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http://www.help … ing_disorder.htm

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February 15, 20120 found this helpful

I have a few suggestions for you.
First is to have three normal-size meals and three snacks every day. Represent at least three food groups at every meal. The three snacks should be healthy and have no more than 150-200 calories in them.
Tell yourself that no foods are off limits to you, but there are some foods that you need to limit where, when, and how much of them you eat. Create rules about these foods and write them down in places where you can see them often.

Keep a food and emotions journal.
Here's an example of my rules: no bagged chips in my house unless it is a very special occasion like a party (and not just a pity party or a party where I'm the only guest!). I can eat chips at other people's homes or an occasional very small bag away from home. My husband can have as many chips as he wants if he doesn't bring them in the house.

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Bag your bread into baggies of two slices and freeze all the bread but two slices per day.

For donuts-you can eat them at a bakery, but you don't need them at home. Ice cream can be eaten at an ice cream shop or get a little serving for one to have at home. Limit your cereal to oatmeal or cream of wheat which require some prep time before eating, or try and see if buying little individual packages and allowing yourself one per day can help.

Try new to you snacks at night such as carrots, celery and a dip or peanut butter in the celery. Try a low calorie popsicle.
Try mindful eating where you create just a small plate of the snack and not mindless eating where you keep eating until it's all gone.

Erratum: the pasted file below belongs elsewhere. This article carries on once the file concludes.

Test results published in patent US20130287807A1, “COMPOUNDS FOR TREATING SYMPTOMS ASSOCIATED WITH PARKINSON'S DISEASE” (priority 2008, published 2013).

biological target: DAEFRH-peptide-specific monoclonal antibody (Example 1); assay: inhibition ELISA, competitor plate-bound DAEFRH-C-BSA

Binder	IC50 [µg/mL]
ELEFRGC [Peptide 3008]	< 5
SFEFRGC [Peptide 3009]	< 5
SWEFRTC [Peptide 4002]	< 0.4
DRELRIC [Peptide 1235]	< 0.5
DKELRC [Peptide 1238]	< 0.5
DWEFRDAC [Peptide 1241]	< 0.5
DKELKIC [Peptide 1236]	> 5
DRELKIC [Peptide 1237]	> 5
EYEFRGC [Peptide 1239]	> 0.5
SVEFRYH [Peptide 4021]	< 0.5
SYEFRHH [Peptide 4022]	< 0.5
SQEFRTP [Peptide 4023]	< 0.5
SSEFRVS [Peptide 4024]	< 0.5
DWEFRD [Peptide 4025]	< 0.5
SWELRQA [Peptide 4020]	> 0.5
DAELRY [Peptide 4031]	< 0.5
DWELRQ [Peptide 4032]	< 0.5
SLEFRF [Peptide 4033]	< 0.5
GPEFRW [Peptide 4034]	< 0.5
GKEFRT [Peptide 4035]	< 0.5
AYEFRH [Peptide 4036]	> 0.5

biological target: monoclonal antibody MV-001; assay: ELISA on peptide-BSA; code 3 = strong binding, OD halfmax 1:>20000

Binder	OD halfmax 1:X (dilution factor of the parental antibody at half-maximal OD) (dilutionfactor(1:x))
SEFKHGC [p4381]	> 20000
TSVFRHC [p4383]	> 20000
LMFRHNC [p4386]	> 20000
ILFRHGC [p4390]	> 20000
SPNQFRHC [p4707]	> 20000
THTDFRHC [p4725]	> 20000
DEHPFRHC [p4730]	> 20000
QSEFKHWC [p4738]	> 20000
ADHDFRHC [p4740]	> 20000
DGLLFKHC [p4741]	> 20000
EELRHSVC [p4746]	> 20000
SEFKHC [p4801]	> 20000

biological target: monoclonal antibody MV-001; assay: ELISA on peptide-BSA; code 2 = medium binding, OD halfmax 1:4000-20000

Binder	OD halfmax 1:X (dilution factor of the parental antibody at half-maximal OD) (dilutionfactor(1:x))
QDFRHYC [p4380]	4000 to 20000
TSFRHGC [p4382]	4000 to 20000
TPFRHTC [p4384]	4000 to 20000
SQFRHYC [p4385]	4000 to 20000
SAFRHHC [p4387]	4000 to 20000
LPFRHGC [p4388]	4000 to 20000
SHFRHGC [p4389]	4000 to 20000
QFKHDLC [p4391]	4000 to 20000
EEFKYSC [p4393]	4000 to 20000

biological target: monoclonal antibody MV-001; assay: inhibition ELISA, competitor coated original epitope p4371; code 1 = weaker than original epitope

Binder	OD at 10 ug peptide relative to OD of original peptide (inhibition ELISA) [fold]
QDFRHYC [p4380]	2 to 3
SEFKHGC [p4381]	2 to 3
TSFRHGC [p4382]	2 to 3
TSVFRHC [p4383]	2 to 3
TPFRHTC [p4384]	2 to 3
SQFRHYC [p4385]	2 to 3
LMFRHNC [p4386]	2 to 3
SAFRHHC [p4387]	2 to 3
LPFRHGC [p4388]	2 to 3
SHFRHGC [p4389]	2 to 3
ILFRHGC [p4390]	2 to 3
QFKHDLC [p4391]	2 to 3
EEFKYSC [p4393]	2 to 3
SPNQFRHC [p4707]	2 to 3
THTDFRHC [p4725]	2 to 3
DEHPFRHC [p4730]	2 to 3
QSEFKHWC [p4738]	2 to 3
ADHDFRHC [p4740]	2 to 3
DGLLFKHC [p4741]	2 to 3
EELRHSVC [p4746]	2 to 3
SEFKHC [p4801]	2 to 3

Truly taste each bite-some foods don't taste nearly as good as you think they do if you let them linger in your mouth and think about the taste.
Try the Tyra Bank's method of just three bites of any food.

Try turning off the kitchen light and don't allow yourself to go in there between 7pm and 7am. Maybe have a no food in the living room or bedroom rule.
Good luck and have fun creating rules and new ideas for yourself that you can live with. You can do it!

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February 15, 20120 found this helpful

This is hard when you live with someone who brings junk food into the house. Sometimes I can avoid but sometimes I binge. I've gotten to the point where sometimes nothing but junk carbs will satisfy my hunger.

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February 16, 20120 found this helpful

Wash your mouth with mouthwash if you feel like eating and you know you are not hungry. Mint is very good at making people not want to eat becausee their mouth feels so clean.

Wheat and breads and the like are very addicting and hard to come off of.

I would tell you to make sure you eat at least an apple before each meal, and also drink a glass of milk before each meal.

The idea here is not to limit your eating but to make yourself eat the good foods first. Also, coming off of wheat can cause withdrawals.

It will feel so much better when you are eating more protein than bread. Bread and such makes you eat more because it makes you more hungry in the long run if you dont pair it with protein.

I would also buy a bag of baby carrots and put it with each meal you eat. Just grab them out of the freezer. Each week, take one healty fruit or vegetable and add it to your menu. You might make yourself eat oatmeal for breakfast for a couple of days, and sweeten it with maple syrup.
Make sure you eat that with a protein.

Make sure your vitamins are up to date. Also maybe start taking a B12 and magnesium. These add lots of energy and they help one to feel less depressed.


Sometimes eating like this is a sign of being allergic to bread and other carbs. The craving is often a sign you need it the least. Just eat lots of good food before and also drink plenty of water.

Blessings, Robyn